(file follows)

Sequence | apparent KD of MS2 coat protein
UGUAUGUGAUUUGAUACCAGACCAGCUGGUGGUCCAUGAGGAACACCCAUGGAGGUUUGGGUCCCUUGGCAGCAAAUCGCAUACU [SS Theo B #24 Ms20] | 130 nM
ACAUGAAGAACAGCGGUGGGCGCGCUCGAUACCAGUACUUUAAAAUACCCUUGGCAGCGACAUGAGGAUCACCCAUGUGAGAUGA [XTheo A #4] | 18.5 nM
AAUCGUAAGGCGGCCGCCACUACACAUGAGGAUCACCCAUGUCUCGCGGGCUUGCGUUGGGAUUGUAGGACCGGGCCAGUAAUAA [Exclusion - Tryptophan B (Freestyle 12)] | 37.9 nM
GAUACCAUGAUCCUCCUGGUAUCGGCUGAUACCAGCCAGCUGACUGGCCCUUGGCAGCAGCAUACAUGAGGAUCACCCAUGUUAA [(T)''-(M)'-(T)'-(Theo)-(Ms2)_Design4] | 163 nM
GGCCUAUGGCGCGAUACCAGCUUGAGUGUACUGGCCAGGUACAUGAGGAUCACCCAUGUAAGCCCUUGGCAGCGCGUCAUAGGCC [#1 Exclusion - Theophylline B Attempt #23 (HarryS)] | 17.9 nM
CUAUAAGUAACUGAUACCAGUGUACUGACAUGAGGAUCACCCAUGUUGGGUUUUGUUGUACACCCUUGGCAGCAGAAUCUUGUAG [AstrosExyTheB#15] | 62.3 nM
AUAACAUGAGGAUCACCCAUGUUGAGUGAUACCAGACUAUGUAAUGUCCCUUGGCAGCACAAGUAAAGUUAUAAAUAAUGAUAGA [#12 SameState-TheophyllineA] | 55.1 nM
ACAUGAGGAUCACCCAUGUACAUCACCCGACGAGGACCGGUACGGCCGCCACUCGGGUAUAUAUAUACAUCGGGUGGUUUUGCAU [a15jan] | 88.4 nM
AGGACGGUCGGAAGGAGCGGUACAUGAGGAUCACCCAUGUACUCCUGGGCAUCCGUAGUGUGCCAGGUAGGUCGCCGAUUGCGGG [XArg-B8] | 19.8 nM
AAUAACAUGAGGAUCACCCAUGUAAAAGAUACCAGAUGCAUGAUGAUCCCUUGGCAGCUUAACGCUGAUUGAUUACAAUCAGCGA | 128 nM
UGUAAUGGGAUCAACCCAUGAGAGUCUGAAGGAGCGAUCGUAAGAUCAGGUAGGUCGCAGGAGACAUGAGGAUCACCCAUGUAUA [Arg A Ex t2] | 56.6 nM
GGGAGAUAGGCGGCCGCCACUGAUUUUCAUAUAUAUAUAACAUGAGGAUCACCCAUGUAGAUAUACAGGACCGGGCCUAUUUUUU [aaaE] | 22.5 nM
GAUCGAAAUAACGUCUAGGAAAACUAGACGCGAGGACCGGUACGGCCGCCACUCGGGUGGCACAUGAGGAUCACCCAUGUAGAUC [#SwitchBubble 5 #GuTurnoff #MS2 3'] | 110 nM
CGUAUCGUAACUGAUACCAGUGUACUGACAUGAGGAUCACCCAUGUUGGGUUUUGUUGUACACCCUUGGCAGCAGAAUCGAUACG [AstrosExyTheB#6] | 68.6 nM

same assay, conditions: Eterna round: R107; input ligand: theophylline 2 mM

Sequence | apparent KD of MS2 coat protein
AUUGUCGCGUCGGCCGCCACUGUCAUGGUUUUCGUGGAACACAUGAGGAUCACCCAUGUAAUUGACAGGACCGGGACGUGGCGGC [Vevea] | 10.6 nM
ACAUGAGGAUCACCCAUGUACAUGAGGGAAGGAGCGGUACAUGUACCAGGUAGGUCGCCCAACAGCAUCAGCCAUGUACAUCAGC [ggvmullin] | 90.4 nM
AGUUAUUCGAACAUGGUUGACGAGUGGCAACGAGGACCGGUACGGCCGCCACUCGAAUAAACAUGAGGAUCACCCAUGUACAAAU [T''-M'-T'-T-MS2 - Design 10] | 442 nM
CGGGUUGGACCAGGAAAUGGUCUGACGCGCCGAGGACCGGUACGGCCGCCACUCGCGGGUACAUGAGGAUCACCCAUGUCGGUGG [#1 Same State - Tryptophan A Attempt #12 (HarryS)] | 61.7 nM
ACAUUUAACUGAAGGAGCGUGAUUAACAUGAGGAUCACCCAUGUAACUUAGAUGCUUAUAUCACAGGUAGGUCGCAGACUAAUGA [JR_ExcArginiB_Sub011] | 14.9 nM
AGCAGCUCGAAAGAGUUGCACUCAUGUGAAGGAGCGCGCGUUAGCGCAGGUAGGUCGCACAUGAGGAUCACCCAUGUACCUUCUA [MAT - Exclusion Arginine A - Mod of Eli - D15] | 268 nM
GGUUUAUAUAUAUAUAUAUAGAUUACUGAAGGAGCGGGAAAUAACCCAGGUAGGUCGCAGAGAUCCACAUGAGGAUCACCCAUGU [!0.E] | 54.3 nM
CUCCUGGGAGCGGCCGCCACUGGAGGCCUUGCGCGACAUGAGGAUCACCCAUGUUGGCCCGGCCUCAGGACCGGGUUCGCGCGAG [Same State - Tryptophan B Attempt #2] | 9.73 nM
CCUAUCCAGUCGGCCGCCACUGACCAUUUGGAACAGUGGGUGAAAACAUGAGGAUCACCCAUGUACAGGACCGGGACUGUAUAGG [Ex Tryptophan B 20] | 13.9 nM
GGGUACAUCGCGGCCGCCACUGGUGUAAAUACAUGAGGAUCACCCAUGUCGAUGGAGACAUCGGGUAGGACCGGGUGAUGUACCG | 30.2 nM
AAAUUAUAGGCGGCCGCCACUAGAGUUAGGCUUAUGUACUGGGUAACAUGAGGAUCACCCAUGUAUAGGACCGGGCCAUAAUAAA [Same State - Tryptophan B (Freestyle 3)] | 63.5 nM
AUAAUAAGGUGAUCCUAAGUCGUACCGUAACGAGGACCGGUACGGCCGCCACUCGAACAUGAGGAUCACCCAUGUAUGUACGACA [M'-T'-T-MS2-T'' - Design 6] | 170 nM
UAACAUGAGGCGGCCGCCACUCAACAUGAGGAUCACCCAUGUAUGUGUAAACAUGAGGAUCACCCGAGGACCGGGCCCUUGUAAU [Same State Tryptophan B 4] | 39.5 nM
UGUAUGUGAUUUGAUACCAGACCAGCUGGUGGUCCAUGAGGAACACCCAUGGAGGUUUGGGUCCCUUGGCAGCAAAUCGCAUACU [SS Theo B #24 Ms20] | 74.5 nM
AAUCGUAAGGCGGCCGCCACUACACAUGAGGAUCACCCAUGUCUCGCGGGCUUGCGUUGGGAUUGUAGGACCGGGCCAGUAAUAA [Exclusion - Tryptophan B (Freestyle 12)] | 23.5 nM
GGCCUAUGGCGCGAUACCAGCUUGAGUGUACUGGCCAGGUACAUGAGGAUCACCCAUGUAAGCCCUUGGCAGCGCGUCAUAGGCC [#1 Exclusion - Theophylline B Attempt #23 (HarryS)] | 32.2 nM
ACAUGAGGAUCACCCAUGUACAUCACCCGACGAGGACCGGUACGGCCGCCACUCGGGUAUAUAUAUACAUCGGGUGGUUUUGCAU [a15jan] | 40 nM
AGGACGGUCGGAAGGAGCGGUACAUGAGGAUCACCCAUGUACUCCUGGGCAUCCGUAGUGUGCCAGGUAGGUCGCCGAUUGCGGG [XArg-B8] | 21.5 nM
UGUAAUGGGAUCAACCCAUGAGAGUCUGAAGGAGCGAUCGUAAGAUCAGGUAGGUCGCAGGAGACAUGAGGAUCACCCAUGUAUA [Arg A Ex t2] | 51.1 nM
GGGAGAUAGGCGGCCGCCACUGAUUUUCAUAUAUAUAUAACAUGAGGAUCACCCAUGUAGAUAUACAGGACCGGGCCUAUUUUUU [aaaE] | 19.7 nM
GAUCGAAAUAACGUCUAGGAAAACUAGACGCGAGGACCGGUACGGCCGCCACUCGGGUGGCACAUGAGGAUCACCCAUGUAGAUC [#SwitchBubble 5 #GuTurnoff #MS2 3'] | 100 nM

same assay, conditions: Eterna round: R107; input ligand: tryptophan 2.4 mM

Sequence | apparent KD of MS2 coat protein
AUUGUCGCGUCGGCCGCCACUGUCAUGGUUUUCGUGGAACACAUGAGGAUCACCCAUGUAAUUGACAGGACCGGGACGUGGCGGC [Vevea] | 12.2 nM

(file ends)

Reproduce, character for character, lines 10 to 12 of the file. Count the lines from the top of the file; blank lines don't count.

AGGACGGUCGGAAGGAGCGGUACAUGAGGAUCACCCAUGUACUCCUGGGCAUCCGUAGUGUGCCAGGUAGGUCGCCGAUUGCGGG [XArg-B8] | 19.8 nM
AAUAACAUGAGGAUCACCCAUGUAAAAGAUACCAGAUGCAUGAUGAUCCCUUGGCAGCUUAACGCUGAUUGAUUACAAUCAGCGA | 128 nM
UGUAAUGGGAUCAACCCAUGAGAGUCUGAAGGAGCGAUCGUAAGAUCAGGUAGGUCGCAGGAGACAUGAGGAUCACCCAUGUAUA [Arg A Ex t2] | 56.6 nM